Destiny RosulmeDestiny Rosulme ’24, a human rights and French & Francophone studies major from Laud Lakes, Fla.

Focus: U.S migration policies and their effects on Haitian migrant communities, with support from the Peace & Conflict Studies Department.

“I’m working on independent research for my human rights thesis where I will be analyzing U.S. migration policies and their disproportionate effects on Haitian migrants since the 1980s. I have learned how challenging it can be to start a project of this nature. It has involved a comprehensive literature review and countless meetings to fine-tune my research questions and theoretical framework. I'm really grateful for the support that I have received from various Swarthmore faculty and staff in this process. As an aspiring human rights lawyer, I look forward to building upon my thesis research in ways that are meaningful for migrant communities.”

Sarah SchabSarah Schab ’25, an economics and psychology major from Atlanta, Ga.

Focus: Prospect Development Pipeline as a baseball operations intern for USA Baseball.

"Through my work with USA Baseball, I have administered tests using RightEye technology, which is a visual perception test. This summer, I have become increasingly fascinated by perception and reaction, and its relationship with performance. I have a passion for mental performance and sport psychology, and working this summer has increased my interest in research.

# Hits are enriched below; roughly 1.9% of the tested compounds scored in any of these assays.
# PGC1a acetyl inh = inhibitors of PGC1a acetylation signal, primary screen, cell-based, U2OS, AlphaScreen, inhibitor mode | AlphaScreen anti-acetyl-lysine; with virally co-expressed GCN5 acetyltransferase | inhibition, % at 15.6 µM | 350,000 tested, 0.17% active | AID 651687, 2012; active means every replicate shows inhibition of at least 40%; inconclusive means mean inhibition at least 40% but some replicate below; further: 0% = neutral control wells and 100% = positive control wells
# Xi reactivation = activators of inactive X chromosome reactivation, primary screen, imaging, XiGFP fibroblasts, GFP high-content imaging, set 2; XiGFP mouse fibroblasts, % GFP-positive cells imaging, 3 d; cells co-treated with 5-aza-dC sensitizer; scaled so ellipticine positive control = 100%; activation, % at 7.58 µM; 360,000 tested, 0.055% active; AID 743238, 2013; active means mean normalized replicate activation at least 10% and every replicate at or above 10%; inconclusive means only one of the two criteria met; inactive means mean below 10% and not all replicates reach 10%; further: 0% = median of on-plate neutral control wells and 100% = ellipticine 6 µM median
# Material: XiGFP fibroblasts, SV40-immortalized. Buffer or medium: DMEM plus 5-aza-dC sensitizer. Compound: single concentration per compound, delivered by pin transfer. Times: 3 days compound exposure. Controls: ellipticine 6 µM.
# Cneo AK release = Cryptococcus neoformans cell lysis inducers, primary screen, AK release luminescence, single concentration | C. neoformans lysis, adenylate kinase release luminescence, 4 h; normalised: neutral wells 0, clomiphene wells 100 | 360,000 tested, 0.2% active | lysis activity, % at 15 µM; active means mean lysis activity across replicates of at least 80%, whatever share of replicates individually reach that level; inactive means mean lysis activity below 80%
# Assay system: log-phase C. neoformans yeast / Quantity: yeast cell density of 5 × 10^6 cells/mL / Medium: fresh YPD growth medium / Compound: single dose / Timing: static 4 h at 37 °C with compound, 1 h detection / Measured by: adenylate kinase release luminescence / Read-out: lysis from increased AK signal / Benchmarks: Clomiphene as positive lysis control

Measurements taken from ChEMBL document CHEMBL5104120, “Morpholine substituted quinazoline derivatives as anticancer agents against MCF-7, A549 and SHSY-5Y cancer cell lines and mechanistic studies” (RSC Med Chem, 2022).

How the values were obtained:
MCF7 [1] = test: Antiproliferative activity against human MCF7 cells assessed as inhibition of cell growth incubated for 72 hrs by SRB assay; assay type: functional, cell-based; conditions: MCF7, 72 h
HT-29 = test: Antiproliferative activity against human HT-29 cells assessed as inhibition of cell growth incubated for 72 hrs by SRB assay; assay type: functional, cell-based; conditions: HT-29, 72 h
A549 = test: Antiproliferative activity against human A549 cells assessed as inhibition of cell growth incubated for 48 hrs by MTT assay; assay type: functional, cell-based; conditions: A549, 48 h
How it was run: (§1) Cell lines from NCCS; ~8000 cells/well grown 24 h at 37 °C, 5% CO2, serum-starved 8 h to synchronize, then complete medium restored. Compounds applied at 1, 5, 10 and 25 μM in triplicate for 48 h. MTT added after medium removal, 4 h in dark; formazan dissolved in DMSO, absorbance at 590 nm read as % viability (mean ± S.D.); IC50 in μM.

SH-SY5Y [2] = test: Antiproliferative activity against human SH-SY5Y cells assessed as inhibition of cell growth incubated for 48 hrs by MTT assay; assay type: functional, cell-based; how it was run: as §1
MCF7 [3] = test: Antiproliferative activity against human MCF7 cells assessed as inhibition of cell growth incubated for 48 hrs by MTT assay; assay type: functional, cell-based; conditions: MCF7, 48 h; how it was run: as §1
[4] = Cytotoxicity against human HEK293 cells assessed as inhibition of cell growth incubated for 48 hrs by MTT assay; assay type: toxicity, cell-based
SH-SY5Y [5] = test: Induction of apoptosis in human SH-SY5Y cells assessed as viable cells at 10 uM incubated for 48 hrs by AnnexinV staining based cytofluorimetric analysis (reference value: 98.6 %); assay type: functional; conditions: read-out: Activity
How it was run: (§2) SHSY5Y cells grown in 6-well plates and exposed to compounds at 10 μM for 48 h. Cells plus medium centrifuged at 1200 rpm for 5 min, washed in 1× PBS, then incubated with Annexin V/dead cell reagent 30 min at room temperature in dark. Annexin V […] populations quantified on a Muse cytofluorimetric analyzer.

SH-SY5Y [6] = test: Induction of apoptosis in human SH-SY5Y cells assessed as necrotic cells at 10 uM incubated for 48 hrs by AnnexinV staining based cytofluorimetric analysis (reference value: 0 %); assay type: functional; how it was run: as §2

These experiences have increased my interest in my studies at Swarthmore as well. As an economics and psychology double major, I have seen how the baseball world works from multiple perspectives, and I am excited to keep learning more about both the business aspect of running an MLB club and mental performance in sport."

Ariel ZhaoAriel Zhao ’24, an Honors economics and physics major from Maanshan, China.

Focus: Data analysis in Zambia, through an Economic Justice Internship of the Social Sciences Division.. 

“My project, with Associate Professor of Economics Syon Bhanot, studies if conversational two-way messaging helps improve financial management of text recipients. The data was collected from a field experiment recording all financial activities for over a year of more than 75,000 households in Zambia, and my task was to use statistical software to recode and reformat the data to make it ready for analysis.

This process was rewarding. It was inspiring for me to get involved in discussions with economists to learn about how they solve problems in research. The new computer cluster of Swarthmore, Strelka, also makes processing large datasets possible. The experience this summer has been a great preview and preparation for my future journey in economics.”

Visit the Swarthmore Libraries site for more student reflections on summer research.